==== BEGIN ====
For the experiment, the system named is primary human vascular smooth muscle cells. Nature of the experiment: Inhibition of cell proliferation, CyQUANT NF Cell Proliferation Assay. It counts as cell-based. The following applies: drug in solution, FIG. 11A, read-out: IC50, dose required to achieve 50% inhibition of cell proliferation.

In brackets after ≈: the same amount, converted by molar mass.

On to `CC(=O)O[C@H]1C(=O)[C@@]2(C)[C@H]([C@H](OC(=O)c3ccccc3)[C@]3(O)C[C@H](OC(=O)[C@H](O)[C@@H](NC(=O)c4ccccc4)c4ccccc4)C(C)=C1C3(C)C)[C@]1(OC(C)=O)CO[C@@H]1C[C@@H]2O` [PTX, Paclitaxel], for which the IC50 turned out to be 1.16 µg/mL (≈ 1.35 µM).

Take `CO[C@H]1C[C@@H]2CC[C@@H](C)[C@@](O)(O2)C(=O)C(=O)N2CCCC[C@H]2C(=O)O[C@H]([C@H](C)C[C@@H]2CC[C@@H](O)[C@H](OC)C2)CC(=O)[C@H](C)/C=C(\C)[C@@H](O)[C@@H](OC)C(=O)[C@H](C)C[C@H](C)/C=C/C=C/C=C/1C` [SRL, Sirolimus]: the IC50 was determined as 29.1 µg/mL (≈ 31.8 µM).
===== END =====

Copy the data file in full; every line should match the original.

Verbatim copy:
For the experiment, the system named is primary human vascular smooth muscle cells. Nature of the experiment: Inhibition of cell proliferation, CyQUANT NF Cell Proliferation Assay. It counts as cell-based. The following applies: drug in solution, FIG. 11A, read-out: IC50, dose required to achieve 50% inhibition of cell proliferation.

In brackets after ≈: the same amount, converted by molar mass.

On to `CC(=O)O[C@H]1C(=O)[C@@]2(C)[C@H]([C@H](OC(=O)c3ccccc3)[C@]3(O)C[C@H](OC(=O)[C@H](O)[C@@H](NC(=O)c4ccccc4)c4ccccc4)C(C)=C1C3(C)C)[C@]1(OC(C)=O)CO[C@@H]1C[C@@H]2O` [PTX, Paclitaxel], for which the IC50 turned out to be 1.16 µg/mL (≈ 1.35 µM).

Take `CO[C@H]1C[C@@H]2CC[C@@H](C)[C@@](O)(O2)C(=O)C(=O)N2CCCC[C@H]2C(=O)O[C@H]([C@H](C)C[C@@H]2CC[C@@H](O)[C@H](OC)C2)CC(=O)[C@H](C)/C=C(\C)[C@@H](O)[C@@H](OC)C(=O)[C@H](C)C[C@H](C)/C=C/C=C/C=C/1C` [SRL, Sirolimus]: the IC50 was determined as 29.1 µg/mL (≈ 31.8 µM).